A March general election in Israel was all but predicted yesterday by one of Ariel Sharon's senior cabinet colleagues in the wake of last week's ousting of veteran Labour leader Shimon Peres.
The new Labour leader Amir Peretz is due to meet the Israeli Prime Minister today to discuss election timing after warning that he planned to pull his party out of the governing coalition.
Sylvan Shalom, the Foreign Minister and a prominent figure in Likud, said Mr Sharon had told him there was "no reason to delay the matter" of bringing forward the election from its planned date in November 2006.
Mr Shalom, speaking from a conference in Tunisia where he briefly met the Palestinian President Mahmoud Abbas, told Israeli Radio: "I met the Prime Minister after the cabinet meeting on Sunday and we discussed it. If Mr Peretz wants elections he can get elections. March is the right month."
The remarks are not conclusive and there could be weeks of politicking before the election date is finally set. But it will contribute to a growing sense in the Israeli political establishment that Mr Sharon's second term is near its end.
Mr Peretz's victory has greatly narrowed Mr Sharon's options, as he had relied on Labour to sustain his coalition after the party split over disengagement from Gaza. The secular party Shinui has said that it will not return to government to replace Labour in the coalition. While Mr Sharon retains the option of formalising the split in his own party by forming a new "centre" grouping, a new opinion poll suggests that Mr Sharon's chances of defeating a challenge from his main right wing rival, his former finance minister Benjamin Netanyahu, for the Likud leadership have markedly improved in recent weeks.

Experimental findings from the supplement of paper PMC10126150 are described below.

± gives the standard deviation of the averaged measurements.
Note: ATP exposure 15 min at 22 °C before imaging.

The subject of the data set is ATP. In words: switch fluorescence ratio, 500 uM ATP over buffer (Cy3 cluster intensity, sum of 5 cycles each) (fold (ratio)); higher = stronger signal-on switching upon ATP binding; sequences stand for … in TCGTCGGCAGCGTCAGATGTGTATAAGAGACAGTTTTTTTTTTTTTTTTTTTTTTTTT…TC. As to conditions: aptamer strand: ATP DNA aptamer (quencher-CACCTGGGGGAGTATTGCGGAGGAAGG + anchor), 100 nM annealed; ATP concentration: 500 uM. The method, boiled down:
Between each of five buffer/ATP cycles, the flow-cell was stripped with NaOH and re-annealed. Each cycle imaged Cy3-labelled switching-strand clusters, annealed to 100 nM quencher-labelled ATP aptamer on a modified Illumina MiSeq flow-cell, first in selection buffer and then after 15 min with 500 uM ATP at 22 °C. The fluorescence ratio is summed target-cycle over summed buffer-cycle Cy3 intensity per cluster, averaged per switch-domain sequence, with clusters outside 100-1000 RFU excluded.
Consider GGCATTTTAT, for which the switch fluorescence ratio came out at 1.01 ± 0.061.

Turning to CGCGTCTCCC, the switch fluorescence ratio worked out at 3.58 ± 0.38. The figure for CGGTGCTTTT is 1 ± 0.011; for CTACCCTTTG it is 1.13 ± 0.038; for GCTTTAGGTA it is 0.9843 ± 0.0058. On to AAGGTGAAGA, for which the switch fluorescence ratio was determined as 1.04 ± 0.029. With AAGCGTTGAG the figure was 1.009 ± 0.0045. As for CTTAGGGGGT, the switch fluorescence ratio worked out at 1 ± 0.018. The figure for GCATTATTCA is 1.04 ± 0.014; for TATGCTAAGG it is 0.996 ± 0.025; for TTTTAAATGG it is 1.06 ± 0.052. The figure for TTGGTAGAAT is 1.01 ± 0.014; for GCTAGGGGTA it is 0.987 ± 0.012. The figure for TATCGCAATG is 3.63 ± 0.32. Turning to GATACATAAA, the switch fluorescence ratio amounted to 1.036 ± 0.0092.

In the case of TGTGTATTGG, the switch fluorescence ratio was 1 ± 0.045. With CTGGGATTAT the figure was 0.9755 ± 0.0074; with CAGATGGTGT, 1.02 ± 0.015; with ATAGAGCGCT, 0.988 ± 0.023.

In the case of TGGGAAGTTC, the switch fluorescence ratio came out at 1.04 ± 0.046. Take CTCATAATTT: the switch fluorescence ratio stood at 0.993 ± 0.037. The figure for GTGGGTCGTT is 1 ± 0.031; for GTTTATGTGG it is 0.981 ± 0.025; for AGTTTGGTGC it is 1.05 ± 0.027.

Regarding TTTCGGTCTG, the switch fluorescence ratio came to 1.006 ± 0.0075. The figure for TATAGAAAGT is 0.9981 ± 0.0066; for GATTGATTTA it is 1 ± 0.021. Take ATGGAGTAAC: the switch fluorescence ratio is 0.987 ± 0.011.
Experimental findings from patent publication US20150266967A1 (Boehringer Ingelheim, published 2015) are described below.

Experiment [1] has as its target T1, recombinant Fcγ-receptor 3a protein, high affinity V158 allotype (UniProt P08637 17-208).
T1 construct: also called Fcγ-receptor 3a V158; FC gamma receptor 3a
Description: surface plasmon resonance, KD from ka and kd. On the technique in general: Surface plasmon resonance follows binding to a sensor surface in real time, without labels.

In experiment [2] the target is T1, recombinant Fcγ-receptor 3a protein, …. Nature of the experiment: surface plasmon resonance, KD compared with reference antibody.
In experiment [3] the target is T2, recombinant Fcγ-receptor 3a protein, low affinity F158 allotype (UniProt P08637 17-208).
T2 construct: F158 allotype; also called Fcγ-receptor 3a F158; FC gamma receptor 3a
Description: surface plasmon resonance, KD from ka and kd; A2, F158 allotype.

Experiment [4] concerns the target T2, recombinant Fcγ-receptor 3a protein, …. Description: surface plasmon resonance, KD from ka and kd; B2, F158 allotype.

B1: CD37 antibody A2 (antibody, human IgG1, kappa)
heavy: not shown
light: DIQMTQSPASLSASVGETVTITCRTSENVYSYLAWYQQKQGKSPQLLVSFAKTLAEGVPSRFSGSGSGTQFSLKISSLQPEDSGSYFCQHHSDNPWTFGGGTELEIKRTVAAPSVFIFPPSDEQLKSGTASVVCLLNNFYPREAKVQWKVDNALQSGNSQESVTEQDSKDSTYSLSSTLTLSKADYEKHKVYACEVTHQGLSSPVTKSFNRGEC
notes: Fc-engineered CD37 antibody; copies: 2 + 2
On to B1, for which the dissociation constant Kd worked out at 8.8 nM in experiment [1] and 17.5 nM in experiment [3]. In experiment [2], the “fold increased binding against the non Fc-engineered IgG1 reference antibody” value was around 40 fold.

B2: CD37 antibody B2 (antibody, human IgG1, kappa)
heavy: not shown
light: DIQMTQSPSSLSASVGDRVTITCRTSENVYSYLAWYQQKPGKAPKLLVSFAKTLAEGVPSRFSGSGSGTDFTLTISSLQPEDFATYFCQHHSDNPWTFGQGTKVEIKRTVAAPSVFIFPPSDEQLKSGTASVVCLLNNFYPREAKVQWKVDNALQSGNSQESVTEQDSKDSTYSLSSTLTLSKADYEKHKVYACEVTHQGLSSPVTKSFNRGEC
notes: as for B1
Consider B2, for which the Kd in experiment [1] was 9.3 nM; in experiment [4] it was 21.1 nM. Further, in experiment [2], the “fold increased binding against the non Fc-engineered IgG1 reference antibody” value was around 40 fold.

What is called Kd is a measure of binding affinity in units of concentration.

The Haaretz-Dialog poll found that if the expected four-way contest were conducted today, Mr Sharon would win 47 per cent of the vote, with his three right-wing challengers Mr Netanyahu, Knesset member Uzi Landau and the most extreme of all, Moshe Feiglin, who leads the infiltrationist Jewish Leadership faction, on 23 per cent, 9 per cent and 6 per cent respectively.
In a two-man race with Mr Netanyahu who, like the other two contestants bitterly opposed withdrawal from Gaza, Mr Sharon would win by 51 per cent to 31 per cent, a five-point rise in the gap between the two men since six weeks ago.
Mr Peretz's shock victory in the Labour Party leadership contest could make Mr Sharon hesitate before a final decision to remain in Likud and face the challenge from Mr Netanyahu, because it confounded similar poll results suggesting that the incumbent Shimon Peres would win by a comfortable margin. But there are signs that the Peretz victory has significantly weakened Mr Netanyahu's position, since he is most associated with the hard-nosed, benefit-cutting social and economic policy which the new Labour leader could well focus his attack on in the election campaign.
* The European Union is ready to send 50 to 70 inspectors to the Gaza-Egypt border by 25 November, the target date for opening the crossing to Palestinian traffic, the EU's Middle East envoy said yesterday.
The team, which will be headed by an Italian police general, has the task of training the Palestinians to run a professional border terminal, while monitoring the Rafah crossing to allay Israeli concerns that militant leaders or advanced weapons will slip into Gaza.Reuse content